In which we dwell at great length on the “easy” part of Cheeger’s inequality.
The edge expansion of a graph , defined as
is a measure of how “well connected” is a graph. A graph has edge expansion at least if and only if, in order to disconnect a set of vertices from the rest of the graph, one must remove at least edges. In other words, the removal of edges from a graph of edge expansion must leave a connected component of size , where is the number of vertices.
As readers of in theory know, graphs of large edge expansion (expander graphs) have many applications, and in this post we are going to return to the question of how one certifies that a given graph has large edge expansion.
For simplicity, we shall only talk about regular graphs. In a previous post we mentioned that if is the adjacency matrix of a graph, there are numbers (the eigenvalues of ), not necessarily distinct, and an orthonormal basis of , such that for all
And if the graph is -regular, then , , and for all we have . Finally, the numbers and the vectors are computable in polynomial time. (This is all the linear algebra we will need.)
Given this setup, we have the lower bound
That is, the difference between largest and second largest eigenvalue gives a lower bound to the edge expansion of the graph.
Although (1) is very easy to prove, it is a remarkable result, in the sense that it gives a polynomial-time computable certificate of a “coNP” statement, namely, that for all cuts, at least a certain number of edges cross the cut. Since computing edge expansion is NP-complete, the inequality cannot always be tight. Eventually shall compare it with other methods to lower bound the edge expansion, and see that they are all special cases of the same general approach. To begin with, in this post we shall show that is an efficiently computable relaxation of the edge expansion problem. (Or, rather, of the closely related sparsest cut problem.)
We define the sparsest cut of a graph as
Clearly we have
so we need to prove . We will do so by showing that is a relaxation of , that is, the computation of can be seen as an optimization problem that is identical to , except that we optimize over a bigger range of feasible solutions. To get started, we need to think about eigenvalues as solutions to optimization problems. This comes from characterizing eigenvalues via Rayleigh quotients. For our purposes (in which is the adjacency matrix of a -regular graph) we shall use the following simple identity
To prove the identity, take any vector orthogonal to (and hence to ), and write it in the orthonormal basis as
then the quotient in (2) is
and the quotient is equal to when .
The next step is to consider, for a vector , the quadratic form
which (up to normalization) measures the expected value of the quantity for a random edge , that is, how much the value of changes along edges. Since is the adjacency matrix of a -regular graph, we have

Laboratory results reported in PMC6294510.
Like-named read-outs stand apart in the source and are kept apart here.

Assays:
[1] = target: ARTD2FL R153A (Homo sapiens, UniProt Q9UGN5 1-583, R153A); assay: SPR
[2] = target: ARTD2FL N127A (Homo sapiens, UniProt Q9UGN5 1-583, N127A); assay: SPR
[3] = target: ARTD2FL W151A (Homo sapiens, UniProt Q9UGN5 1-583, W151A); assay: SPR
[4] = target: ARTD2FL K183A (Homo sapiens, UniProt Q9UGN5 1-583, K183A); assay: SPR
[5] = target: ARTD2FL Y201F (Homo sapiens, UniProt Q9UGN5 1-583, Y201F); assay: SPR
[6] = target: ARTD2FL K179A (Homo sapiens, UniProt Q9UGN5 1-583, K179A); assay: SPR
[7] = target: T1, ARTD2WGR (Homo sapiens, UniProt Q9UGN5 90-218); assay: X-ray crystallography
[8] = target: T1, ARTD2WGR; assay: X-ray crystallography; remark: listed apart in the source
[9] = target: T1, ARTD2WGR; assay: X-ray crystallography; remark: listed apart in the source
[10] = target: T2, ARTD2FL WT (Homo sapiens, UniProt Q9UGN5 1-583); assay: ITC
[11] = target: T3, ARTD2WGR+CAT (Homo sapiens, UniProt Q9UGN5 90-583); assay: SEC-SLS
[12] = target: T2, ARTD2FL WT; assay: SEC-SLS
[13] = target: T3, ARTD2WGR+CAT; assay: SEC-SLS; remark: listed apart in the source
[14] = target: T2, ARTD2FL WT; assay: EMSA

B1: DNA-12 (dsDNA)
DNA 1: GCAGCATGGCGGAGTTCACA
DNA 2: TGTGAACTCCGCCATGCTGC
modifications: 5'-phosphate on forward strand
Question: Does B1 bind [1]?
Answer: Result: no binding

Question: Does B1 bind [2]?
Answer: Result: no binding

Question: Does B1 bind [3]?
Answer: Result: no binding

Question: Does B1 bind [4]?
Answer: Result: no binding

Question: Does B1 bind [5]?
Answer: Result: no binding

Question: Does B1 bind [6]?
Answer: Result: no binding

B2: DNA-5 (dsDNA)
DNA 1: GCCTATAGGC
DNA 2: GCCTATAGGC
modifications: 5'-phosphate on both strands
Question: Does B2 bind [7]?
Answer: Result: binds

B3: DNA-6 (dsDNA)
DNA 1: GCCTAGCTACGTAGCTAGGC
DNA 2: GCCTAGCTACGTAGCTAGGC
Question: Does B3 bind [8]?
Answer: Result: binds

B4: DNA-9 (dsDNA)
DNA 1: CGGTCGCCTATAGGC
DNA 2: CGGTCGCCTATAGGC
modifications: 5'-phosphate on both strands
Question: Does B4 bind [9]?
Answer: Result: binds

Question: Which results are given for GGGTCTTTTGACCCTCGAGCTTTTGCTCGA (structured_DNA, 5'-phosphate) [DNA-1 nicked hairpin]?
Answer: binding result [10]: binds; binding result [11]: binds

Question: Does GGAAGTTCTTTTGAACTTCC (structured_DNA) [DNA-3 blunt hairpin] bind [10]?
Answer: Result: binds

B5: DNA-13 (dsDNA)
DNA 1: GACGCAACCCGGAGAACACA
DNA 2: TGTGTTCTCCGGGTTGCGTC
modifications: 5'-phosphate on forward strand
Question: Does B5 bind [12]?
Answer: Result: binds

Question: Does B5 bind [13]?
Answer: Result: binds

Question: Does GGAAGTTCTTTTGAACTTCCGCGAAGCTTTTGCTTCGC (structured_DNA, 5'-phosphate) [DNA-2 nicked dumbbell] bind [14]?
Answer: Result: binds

and so, combined with equation (2), we have
We are almost done with our manipulations. In the same spirit as Equation (4) we have
where is the matrix with a 1 in every entry. If , then
is the all-zero vector, and so we have
Finally, we observe that the quotient in (7) does not change if one adds the same constant to each coordinate of , and for every vector there is a contant (the average of the entries of ) such that is orthogonal to . This means that the requirement to optimize over vectors orthogonal to can be removed from (7) with no loss of generality. Hence,
Compare now Equation to the following way to look at sparsest cut, which is clearly equivalent to the standard definition
where the last equality comes from the fact that the absolute value of the difference of two boolean values is a boolean value, and hence equal to its square.
So we have found the reason why . Both and are the solution of a minimization problem, the cost function is the same in the two problems, but in the case of we are allowed to optimize over all of , while in the case of we restrict ourselves to .
In computer science, we very often see cases of intractable minimization combinatorial problems that can be relaxed to continuous optimization problems which can then be optimally solved, and the optimal solution of the relaxation gives a lower bound to the minimum of the combinatorial problem. When our continuous relaxation is a linear program, we have a theory of duality that gives us a maximization continuous dual problem such that the cost of any solution to the dual problem gives a lower bound to the optimum of the primal linear problem, and hence a lower bound to the minimum of the combinatorial problem.
Although it is not clear from the formulations given so far, it is possible to cast the computation of as the optimum of a semidefinite programming relaxation of sparsest cut; such a relaxation admits a semidefinite dual, and so any solution that is feasible for that semidefinite dual provides a lower bound to edge expansion. (And this fact can be checked very simply, with no reference to eigenvalues and eigenvectors, although there is in general no easier way to construct semidefinite dual feasible solutions than to use a system of eigenvectors.) This will be the subject of the next post.